176 reputation
7
bio website
location Norway
age
visits member for 2 years, 2 months
seen Jul 9 '12 at 15:02

Pre-med


May
6
awarded  Self-Learner
Jun
4
awarded  Teacher
May
22
awarded  Citizen Patrol
May
22
revised From knowing just the change in kinetic energy, can we find the friction force and engine power?
added 105 characters in body
May
22
suggested suggested edit on From knowing just the change in kinetic energy, can we find the friction force and engine power?
May
22
comment From knowing just the change in kinetic energy, can we find the friction force and engine power?
What I meant was that 1500 is the total pull forward by the car and 1000N is the friction.
May
22
comment From knowing just the change in kinetic energy, can we find the friction force and engine power?
Lets say a car changes speed from 10 m/s to 20m/s. That's an increase in kinetic energy of 60kj. Let's assume weight of car 1200kg, and that the acceleration takes 8 seconds. delta v / delta t, gives 1.25m/s^2 as acceleration. Using road formula i get 120 meters. 60kj/12 = 500N. That would be the force that actually accelerates the car. But this isn't general, because I had to make up a few facts. If I would have chosen a different time the force would have been much greater. But one more detail, now!. 1200kg*1.25 = 1500N. 1500-500 = 1000N. Is the friction 1000N i this case?
May
21
awarded  Editor
May
21
revised From knowing just the change in kinetic energy, can we find the friction force and engine power?
added 107 characters in body
May
21
asked From knowing just the change in kinetic energy, can we find the friction force and engine power?
May
20
comment My book uses helium weight in reaction formula instead of weight alpha particle?
I get that it's a very small error to make. I thought accuracy was a good thing :(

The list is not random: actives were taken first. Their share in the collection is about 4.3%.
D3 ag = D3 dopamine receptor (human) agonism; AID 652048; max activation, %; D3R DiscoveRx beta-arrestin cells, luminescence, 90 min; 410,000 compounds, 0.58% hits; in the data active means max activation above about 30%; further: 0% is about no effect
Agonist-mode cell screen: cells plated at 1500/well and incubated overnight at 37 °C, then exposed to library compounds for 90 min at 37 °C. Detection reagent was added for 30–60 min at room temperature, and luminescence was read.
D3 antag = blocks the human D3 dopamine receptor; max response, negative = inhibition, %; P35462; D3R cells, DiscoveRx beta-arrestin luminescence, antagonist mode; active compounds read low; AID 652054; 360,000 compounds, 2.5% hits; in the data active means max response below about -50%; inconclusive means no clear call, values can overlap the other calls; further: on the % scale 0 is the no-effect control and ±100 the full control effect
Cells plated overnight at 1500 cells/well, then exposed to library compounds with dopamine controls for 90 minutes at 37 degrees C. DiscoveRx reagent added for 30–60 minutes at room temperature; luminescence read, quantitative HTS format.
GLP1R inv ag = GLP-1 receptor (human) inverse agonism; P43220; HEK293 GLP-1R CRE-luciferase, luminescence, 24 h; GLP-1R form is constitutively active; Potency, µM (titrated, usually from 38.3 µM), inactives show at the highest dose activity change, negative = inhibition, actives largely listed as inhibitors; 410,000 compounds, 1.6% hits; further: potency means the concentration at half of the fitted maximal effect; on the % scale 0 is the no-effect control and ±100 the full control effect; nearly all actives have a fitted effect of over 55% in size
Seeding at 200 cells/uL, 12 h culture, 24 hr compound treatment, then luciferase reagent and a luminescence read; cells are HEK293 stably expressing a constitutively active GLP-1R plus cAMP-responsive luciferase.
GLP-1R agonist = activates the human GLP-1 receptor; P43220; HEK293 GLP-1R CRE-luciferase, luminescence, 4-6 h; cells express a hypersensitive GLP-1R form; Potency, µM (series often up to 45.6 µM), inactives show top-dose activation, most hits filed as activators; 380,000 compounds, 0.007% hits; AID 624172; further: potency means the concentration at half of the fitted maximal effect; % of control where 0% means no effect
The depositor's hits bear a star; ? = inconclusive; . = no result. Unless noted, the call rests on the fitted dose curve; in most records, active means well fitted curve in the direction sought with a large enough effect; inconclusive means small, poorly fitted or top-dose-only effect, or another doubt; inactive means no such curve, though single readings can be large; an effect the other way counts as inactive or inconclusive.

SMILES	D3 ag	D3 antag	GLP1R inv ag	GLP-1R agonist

May
20
asked My book uses helium weight in reaction formula instead of weight alpha particle?
May
19
awarded  Supporter
May
19
awarded  Scholar
May
19
accepted Atomic weight in respect to the binding energy?
May
19
asked Atomic weight in respect to the binding energy?
May
17
comment I have a slight problem understanding the concept of “work”?
It makes a lot more sense now! And if the force needed to lift the car at a constant speed is m*g, then if using the "work" rule you would still get the work with (m*g)*height which is the same. Thanks.
May
17
comment I have a slight problem understanding the concept of “work”?
Do you mean mgh?
May
17
comment I have a slight problem understanding the concept of “work”?
Specifically the question states that the work done on the car is 0 during the movement of the car and then it states that this is due to the kinetic energy being 0 at the start and 0 at the end. Is this wrong? In that case it's just that stupid question at the site that threw me off.
May
17
comment I have a slight problem understanding the concept of “work”?
This chapter assumes movement only along a road or up and down. So we never need the cosine part of the work formula. Even so the book clearly states that there is only under two circumstances that physical labor doesn't count as work; when the movement is 0, and when the force is 90 degrees in respect to direction of movement. The origin of my confusion was an online chapter test at the site of the book, that's where it said that the work done by the crane was 0. I will look long and hard at this today.